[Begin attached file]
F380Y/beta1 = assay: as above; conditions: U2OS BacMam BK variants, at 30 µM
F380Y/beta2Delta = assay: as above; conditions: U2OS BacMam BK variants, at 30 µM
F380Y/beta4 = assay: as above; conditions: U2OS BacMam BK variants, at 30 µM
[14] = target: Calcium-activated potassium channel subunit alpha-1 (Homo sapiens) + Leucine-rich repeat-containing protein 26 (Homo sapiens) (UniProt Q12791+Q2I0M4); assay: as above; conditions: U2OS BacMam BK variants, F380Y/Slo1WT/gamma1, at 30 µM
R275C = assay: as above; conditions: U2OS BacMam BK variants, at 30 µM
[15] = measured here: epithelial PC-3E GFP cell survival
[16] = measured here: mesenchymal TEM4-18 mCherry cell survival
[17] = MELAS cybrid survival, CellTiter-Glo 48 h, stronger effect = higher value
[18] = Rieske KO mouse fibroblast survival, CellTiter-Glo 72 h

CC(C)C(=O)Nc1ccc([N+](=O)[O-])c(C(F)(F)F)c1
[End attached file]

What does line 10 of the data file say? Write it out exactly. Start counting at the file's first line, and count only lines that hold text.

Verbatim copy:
CC(C)C(=O)Nc1ccc([N+](=O)[O-])c(C(F)(F)F)c1